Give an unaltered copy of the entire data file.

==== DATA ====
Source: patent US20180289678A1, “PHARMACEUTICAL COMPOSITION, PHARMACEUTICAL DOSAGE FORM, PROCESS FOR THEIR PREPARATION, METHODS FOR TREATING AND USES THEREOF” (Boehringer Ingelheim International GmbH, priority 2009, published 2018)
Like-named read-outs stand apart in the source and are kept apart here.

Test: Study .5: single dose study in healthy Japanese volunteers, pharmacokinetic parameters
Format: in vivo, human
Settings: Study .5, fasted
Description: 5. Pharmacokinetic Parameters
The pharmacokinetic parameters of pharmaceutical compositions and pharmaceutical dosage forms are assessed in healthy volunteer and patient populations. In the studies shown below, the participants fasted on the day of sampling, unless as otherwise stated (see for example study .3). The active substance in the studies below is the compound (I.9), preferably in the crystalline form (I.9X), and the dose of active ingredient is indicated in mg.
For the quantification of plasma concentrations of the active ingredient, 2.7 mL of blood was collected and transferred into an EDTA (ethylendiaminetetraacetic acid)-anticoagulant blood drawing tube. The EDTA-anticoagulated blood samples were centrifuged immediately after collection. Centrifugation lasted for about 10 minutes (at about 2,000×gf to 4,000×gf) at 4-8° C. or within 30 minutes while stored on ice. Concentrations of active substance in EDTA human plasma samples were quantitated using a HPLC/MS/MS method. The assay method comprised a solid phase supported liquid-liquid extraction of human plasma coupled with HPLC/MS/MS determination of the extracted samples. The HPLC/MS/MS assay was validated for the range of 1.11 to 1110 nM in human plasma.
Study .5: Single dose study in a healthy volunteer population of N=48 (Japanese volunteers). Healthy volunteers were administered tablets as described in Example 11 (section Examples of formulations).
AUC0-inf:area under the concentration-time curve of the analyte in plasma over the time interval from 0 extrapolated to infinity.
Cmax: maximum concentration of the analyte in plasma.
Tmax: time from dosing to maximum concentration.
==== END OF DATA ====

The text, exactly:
Source: patent US20180289678A1, “PHARMACEUTICAL COMPOSITION, PHARMACEUTICAL DOSAGE FORM, PROCESS FOR THEIR PREPARATION, METHODS FOR TREATING AND USES THEREOF” (Boehringer Ingelheim International GmbH, priority 2009, published 2018)
Like-named read-outs stand apart in the source and are kept apart here.

Test: Study .5: single dose study in healthy Japanese volunteers, pharmacokinetic parameters
Format: in vivo, human
Settings: Study .5, fasted
Description: 5. Pharmacokinetic Parameters
The pharmacokinetic parameters of pharmaceutical compositions and pharmaceutical dosage forms are assessed in healthy volunteer and patient populations. In the studies shown below, the participants fasted on the day of sampling, unless as otherwise stated (see for example study .3). The active substance in the studies below is the compound (I.9), preferably in the crystalline form (I.9X), and the dose of active ingredient is indicated in mg.
For the quantification of plasma concentrations of the active ingredient, 2.7 mL of blood was collected and transferred into an EDTA (ethylendiaminetetraacetic acid)-anticoagulant blood drawing tube. The EDTA-anticoagulated blood samples were centrifuged immediately after collection. Centrifugation lasted for about 10 minutes (at about 2,000×gf to 4,000×gf) at 4-8° C. or within 30 minutes while stored on ice. Concentrations of active substance in EDTA human plasma samples were quantitated using a HPLC/MS/MS method. The assay method comprised a solid phase supported liquid-liquid extraction of human plasma coupled with HPLC/MS/MS determination of the extracted samples. The HPLC/MS/MS assay was validated for the range of 1.11 to 1110 nM in human plasma.
Study .5: Single dose study in a healthy volunteer population of N=48 (Japanese volunteers). Healthy volunteers were administered tablets as described in Example 11 (section Examples of formulations).
AUC0-inf:area under the concentration-time curve of the analyte in plasma over the time interval from 0 extrapolated to infinity.
Cmax: maximum concentration of the analyte in plasma.
Tmax: time from dosing to maximum concentration.